The rest of the parliamentary blocs do not expect early elections in the country, although some of them support the idea.
Member of parliament for the Sairoon Alliance Badr al-Ziyadi told Al-Monitor, “While the parliamentary blocs are announcing their desire to hold early elections, they are looking to have their constitutional mandate run its course in the parliament. This is why they have been hindering the discussion of matters related to the Election Law to this day without addressing the obstacles facing the work of the Electoral Commission.”
Ziyadi ruled out holding early elections in the country, especially considering that the constitutional date for periodic elections is close, which is what most parliamentary blocs are seeking.
He added, “We in the Sairoon Alliance are all for holding early elections and dissolving the current parliament to respond to citizens' demands and implement the government program announced by the prime minister about three months ago.”
The Kurdistan Democratic Party led by Massoud Barzani ruled out the holding of early elections. Member of the party Khusraw Karawan told Al-Monitor, “The same political disputes hindering the passage of the Election Law in parliament and the completion of the formation of the Electoral Commission offices will impede the organization of early elections before 2022.”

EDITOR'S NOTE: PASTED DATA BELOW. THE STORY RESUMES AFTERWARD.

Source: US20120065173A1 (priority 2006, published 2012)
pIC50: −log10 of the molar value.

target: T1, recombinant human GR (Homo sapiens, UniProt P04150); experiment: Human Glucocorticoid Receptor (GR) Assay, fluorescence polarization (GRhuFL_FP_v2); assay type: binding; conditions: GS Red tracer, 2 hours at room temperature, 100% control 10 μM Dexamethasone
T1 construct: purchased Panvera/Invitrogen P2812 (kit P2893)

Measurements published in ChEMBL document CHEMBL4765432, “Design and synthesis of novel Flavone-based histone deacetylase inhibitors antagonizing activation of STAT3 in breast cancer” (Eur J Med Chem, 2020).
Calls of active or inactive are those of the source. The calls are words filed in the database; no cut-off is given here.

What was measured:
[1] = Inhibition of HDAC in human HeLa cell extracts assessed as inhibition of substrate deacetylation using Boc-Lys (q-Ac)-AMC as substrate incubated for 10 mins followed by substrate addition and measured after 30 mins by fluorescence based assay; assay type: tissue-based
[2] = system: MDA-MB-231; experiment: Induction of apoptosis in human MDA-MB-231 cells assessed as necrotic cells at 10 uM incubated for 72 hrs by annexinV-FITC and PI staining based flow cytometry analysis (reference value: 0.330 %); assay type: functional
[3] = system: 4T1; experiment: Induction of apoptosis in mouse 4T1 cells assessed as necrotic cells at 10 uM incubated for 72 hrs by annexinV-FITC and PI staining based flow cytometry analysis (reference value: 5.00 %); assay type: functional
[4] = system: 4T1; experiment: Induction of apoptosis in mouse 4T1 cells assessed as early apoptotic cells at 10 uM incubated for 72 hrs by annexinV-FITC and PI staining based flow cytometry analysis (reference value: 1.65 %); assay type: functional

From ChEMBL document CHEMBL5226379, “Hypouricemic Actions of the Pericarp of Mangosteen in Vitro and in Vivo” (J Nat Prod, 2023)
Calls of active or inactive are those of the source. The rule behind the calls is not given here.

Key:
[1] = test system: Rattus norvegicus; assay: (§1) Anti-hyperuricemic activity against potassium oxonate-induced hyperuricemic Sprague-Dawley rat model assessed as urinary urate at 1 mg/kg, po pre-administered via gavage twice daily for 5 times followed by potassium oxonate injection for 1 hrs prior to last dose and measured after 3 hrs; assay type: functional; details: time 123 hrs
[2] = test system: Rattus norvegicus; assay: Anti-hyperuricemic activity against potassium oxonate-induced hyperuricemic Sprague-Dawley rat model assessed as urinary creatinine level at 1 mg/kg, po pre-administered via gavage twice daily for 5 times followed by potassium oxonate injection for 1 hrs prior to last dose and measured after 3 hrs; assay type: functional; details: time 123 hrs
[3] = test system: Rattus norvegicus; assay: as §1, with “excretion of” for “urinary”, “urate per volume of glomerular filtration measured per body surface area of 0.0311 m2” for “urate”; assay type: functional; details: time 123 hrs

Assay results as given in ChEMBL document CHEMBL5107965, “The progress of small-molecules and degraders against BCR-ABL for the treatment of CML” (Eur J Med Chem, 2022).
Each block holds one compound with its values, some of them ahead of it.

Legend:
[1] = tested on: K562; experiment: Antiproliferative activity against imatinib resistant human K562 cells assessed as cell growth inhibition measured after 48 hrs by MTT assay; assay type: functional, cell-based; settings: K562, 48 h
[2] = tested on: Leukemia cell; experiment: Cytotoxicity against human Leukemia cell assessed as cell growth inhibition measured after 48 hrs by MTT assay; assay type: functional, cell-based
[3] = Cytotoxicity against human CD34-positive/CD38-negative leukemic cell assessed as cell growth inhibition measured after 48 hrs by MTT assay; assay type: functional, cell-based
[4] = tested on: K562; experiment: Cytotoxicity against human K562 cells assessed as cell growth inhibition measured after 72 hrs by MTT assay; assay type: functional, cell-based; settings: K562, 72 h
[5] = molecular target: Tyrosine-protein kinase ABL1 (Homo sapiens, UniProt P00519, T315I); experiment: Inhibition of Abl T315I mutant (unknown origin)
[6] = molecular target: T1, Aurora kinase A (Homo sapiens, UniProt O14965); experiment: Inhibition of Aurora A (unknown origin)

While the Iraqi Constitution did not tackle “early elections,” it stipulated in Article 64 that parliament may be dissolved by an absolute majority of the number of its members — i.e., more than 50% of the total number of members of parliament, amounting to 329 members — or upon the request of the prime minister and with the consent of the president of the republic, who shall set a 60-day period for holding “general elections.”
It is unlikely for the parliamentary blocs to agree on a date for early elections in light of the differences plaguing their relations, especially considering that such blocs would not guarantee winning the same seats in such elections based on a new Election Law amid major political and social changes imposed by the popular protest movement. This will prompt Shiite blocs supporting early elections to pressure both the president and prime minister into using the “right of dissolution” stipulated by the constitution.